The question remains, what does it take to increase the number of registered organ donors? It seems changing the system may kick-start the movement, but there is more to be done. David Shaw only starts the conversation about why some choose not to be donors. Research needs to be done to understand these people’s reasons, and possible ways to change their view on organ donation. One lost life has the potential of saving eight people; however, without registration, nothing can be done. Researchers and American citizens need to act now to start taking names off the transplant waiting lift, instead of adding more to it. There is no time to waste.
American Transplant Foundation. 2019. Facts: did you know? Facts and Myths. [accessed 2020 Aug 31]; https://www.americantransplantfoundation.org/about-transplant/facts-and-myths/
Penn Medicine. 2019. 5 quick facts about organ donation. Organ Donation. [accessed 2020 Aug 22]; https://www.pennmedicine.org/updates/blogs/transplant-update/2019/march/5-quick-facts-about-organ-donation.
Shaw D. 2015. Organ donation is the right decision: a delicate truth. Intensive Care Med. [accessed 2020 Aug 31]; 41(1):1487-1488. https://link.springer.com/article/10.1007/s00134-015-3891-1#citeas. doi:10.1007/s00134-015-3891-1.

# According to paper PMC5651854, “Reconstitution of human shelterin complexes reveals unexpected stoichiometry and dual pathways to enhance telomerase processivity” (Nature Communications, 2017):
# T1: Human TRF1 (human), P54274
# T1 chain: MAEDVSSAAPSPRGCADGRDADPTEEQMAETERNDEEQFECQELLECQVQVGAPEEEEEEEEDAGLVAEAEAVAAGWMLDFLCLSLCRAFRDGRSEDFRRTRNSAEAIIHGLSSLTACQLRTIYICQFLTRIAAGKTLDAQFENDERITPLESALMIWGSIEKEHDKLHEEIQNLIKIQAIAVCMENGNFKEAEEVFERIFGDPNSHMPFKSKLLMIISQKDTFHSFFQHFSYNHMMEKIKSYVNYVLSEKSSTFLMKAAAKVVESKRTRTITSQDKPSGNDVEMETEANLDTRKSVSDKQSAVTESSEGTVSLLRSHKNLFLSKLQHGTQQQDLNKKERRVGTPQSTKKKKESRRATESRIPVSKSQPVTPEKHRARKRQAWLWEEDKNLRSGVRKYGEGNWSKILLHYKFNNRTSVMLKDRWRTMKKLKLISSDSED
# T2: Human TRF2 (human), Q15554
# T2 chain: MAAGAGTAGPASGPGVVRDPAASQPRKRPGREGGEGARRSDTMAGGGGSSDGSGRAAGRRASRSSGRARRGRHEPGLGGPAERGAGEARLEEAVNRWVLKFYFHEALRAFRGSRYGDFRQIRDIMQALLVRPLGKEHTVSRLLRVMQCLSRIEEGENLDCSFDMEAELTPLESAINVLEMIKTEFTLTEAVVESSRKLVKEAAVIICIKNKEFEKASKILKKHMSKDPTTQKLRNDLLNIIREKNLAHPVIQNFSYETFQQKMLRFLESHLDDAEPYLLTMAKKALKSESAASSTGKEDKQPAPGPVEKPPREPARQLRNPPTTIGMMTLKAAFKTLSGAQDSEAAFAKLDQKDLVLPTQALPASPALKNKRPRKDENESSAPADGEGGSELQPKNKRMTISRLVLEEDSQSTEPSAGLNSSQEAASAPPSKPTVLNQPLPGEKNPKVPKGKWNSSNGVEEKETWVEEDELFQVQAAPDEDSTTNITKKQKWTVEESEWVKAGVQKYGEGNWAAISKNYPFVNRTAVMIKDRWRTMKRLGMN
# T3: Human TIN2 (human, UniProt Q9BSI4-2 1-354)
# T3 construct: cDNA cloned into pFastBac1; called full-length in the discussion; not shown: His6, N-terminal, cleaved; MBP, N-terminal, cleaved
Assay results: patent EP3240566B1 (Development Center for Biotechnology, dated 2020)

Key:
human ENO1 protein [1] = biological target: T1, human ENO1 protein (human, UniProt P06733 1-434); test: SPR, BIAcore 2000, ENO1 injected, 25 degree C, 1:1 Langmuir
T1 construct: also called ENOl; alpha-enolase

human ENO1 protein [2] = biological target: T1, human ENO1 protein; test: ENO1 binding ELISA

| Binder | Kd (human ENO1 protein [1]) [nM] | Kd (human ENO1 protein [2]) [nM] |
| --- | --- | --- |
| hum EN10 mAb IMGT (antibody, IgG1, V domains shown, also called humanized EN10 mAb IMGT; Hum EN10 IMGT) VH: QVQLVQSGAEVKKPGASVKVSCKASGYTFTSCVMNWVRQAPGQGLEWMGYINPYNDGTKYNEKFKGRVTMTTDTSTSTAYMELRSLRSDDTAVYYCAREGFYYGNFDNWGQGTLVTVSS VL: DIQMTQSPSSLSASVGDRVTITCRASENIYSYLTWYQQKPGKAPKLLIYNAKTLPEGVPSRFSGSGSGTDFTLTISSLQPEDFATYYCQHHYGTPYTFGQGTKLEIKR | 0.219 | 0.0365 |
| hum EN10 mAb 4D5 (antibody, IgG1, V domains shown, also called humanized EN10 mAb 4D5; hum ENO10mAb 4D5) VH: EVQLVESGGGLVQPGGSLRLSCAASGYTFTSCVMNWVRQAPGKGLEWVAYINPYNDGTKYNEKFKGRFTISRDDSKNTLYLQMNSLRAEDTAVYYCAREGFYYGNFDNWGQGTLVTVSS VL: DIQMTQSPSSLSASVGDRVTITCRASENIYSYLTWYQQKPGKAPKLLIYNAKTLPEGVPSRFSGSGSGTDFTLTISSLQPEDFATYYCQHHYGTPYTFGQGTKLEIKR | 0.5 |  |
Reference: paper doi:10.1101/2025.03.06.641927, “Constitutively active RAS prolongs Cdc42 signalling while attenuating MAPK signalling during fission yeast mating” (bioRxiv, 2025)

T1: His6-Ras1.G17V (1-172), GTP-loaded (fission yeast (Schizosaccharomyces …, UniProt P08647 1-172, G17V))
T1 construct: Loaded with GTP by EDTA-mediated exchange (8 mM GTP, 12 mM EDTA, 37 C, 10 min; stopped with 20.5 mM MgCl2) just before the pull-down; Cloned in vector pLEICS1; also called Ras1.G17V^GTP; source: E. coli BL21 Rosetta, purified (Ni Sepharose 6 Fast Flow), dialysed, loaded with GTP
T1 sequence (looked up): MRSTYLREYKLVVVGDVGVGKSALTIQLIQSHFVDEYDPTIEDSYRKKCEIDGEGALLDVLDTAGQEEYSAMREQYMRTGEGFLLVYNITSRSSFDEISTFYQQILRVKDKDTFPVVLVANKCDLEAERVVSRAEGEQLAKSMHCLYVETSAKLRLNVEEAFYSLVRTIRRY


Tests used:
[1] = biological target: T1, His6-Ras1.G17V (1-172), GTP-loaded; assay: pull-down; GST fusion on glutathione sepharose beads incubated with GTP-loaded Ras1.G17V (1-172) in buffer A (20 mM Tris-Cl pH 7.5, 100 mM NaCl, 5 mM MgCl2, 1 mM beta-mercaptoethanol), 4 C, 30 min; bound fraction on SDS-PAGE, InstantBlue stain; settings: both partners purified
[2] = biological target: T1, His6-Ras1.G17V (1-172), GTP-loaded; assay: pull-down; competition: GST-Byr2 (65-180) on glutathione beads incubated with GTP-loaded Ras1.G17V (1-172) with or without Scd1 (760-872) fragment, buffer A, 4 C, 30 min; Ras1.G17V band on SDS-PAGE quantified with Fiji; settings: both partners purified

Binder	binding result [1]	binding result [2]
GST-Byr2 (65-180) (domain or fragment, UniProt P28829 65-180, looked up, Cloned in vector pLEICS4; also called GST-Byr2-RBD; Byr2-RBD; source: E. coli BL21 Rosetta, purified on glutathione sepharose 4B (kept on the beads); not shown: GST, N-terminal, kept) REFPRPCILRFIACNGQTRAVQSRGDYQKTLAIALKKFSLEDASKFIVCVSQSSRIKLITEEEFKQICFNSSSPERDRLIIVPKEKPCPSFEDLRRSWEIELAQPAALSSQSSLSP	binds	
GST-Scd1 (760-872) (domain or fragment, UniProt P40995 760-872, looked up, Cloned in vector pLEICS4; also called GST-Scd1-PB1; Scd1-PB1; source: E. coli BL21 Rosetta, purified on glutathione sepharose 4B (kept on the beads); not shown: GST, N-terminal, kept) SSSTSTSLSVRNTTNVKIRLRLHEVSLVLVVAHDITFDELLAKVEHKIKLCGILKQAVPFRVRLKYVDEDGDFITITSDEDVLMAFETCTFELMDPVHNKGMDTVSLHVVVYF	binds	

Steenaart E, Crutzen R, de Vries N. 2020 Jun 2. Beyond the ticked box: organ donation decision-making under different registration systems. Psychology & Health. [accessed 2020 Aug 27]; 34(11):1-30. https://www.tandfonline.com/doi/full/10.1080/08870446.2020.1811867?scroll=top&needAccess=true. doi:10.31234/osf.io/stfru.
Quick B., Reynolds T., Fico A., Feeley T. 2016 Jul 26. An investigation into mature adults’ attitudinal reluctance to register as organ donors. Clinical Transplantation. [accessed 2020 Sep 14]; 30(10):1250-1257. https://onlinelibrary.wiley.com/doi/full/10.1111/ctr.12815?casa_token=LHwzmAM-O8kAAAAA%3Ack5srSJ-IfBPntoIusQK9_2YT8dFhrPvPJHbQwPduzmF61VPAyfDwei7auPMGRu6tOIvjpcdm4EmyQ8. doi:10.1111/ctr.12815